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Managing Files

In any project, keeping everything organized and secure is of primary importance. Haphazard organization can waste tremendous amounts of time and can put your entire project in jeopardy. On the other hand, having a well-organized system helps the process flow smoothly and minimizes unpleasant surprises.

For the Parking Spot project, we'll be collecting the work of three different Maya users and assembling it into a series of shots. Getting data from one set of hands into the next will need to happen dependably and consistently.


The first decision is how our animation project will be organized within Maya's project structure.

Because the animation will involve several fairly complex models, we'll want to build each model in its own project. We'll name each project after the model itself, such as ParkingMeter, FireHydrant, Spot, and so on. In each of these projects, we can work out the modeling, shading, and articulation details for the given object.

We'll then do our layout, animation, lighting, and rendering work in a master project: ParkingSpot. All our final shots will live there, as will the intermediate steps along the way and the final images we produce.

File Naming

One advantage of working this way is the capability to systematically assign filenames. Instead of resorting to arbitrary filenames that try to distinguish incremental saves from checkpoints from important versions, we'll adopt a system designed to make it easy to distinguish each type with predictable names. By utilizing a common naming scheme across our Maya projects, we can minimize the effort of staying on top of it all.

It's hard to understate the importance of saving your work as you go. Although Maya is a powerful program, we all know that, as with any complex computer program, it just might quit working without notice. In addition, we might find that we've gone down a dead-end path and need to back up to a previous turning point. Our system makes such potentialities easy to handle in stride.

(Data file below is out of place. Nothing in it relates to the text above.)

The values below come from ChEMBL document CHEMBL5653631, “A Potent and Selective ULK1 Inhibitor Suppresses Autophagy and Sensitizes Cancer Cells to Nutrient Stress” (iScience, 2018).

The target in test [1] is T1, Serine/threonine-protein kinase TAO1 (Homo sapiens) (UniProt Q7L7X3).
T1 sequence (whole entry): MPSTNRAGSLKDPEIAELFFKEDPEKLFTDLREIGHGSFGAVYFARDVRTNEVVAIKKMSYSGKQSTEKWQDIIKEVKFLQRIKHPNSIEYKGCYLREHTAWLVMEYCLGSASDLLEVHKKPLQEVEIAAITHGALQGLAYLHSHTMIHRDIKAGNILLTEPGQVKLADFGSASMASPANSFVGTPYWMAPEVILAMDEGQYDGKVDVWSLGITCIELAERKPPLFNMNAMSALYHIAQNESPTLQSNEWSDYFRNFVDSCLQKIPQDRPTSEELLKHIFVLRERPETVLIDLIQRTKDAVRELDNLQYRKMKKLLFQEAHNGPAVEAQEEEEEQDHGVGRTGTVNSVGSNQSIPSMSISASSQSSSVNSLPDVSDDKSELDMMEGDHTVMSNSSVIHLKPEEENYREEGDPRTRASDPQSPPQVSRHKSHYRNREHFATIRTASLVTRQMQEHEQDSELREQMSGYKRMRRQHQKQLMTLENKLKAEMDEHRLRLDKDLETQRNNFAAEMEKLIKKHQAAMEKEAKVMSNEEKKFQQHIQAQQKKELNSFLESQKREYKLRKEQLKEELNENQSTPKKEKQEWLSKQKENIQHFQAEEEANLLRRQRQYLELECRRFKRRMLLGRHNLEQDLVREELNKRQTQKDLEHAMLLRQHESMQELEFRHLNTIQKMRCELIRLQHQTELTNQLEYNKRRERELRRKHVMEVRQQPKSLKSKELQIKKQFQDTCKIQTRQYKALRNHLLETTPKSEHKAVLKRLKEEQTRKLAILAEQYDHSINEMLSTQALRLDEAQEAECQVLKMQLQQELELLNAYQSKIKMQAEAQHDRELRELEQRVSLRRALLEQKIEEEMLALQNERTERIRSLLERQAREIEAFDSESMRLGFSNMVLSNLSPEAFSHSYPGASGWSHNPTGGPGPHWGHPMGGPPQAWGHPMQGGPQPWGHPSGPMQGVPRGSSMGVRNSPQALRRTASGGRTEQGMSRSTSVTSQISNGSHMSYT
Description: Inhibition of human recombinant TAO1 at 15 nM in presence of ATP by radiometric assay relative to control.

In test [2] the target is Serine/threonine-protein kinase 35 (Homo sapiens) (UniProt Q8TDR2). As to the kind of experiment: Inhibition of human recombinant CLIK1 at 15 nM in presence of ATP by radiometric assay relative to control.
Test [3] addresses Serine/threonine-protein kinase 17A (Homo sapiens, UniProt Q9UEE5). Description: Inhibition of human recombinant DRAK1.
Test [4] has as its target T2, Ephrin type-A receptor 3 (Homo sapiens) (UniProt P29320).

The following file-naming system has served me well over the years and should serve this project equally well:

  • Each model is created in its own project (for example, FireHydrant).

  • Regular checkpoint files have an abbreviated name and a sequence number (as in FH.3).

  • Incremental saves (temporary files) are named tmp1 through tmp9, and then the filenames are reused.

  • Special saves are given descriptive names (as in BeforeDeforming).

  • Final versions are given the project name (as in FireHydrant).

  • Revisions cause the file being edited to be renamed to receive a version number (such as FireHydrant.1), and the newly edited version is given the final version name (such as FireHydrant).

We'll apply these naming conventions to each of the models and to the shots in the Parking Spot project. When we're done with any model (and with the whole animation), we know that we can safely delete the tmp files and can choose to cull the checkpoint files, and the finished result is clearly identified.

In the case of shots (or any models in which we create some parts separately), we'll need to distinguish temporary files from different shots, so we'll sort them out with names such as s1tmp1, s1tmp2, and s3tmp1. Also consistent with model names, shot checkpoints will be named s1.1, s1.2, and so on; the final shots will be shot1, shot2, and so on.

In addition, we'll save our files as Maya ASCII files, not as binary files. Binary files might save some disk space, but they are not editable. The enormous advantage of ASCII files is that if something goes wrong, a corrupted file can potentially be fixed in any text editor (a fact that has saved me on many occasions).


Save your files as Maya ASCII files, not Maya binary files! ASCII files can be repaired if they are somehow corrupted—binary files can't. Don't put your hard work at risk by saving in Maya binary format.

By having a plan for our projects and files, we'll be able to work confidently with the knowledge that we have a place for everything and that everything will be in its place. A sudden urge to save a file won't give rise to a filename that no one understands a month later. It will be clear what files are important, what to name the next file, and what files to consider for the CD for this book.

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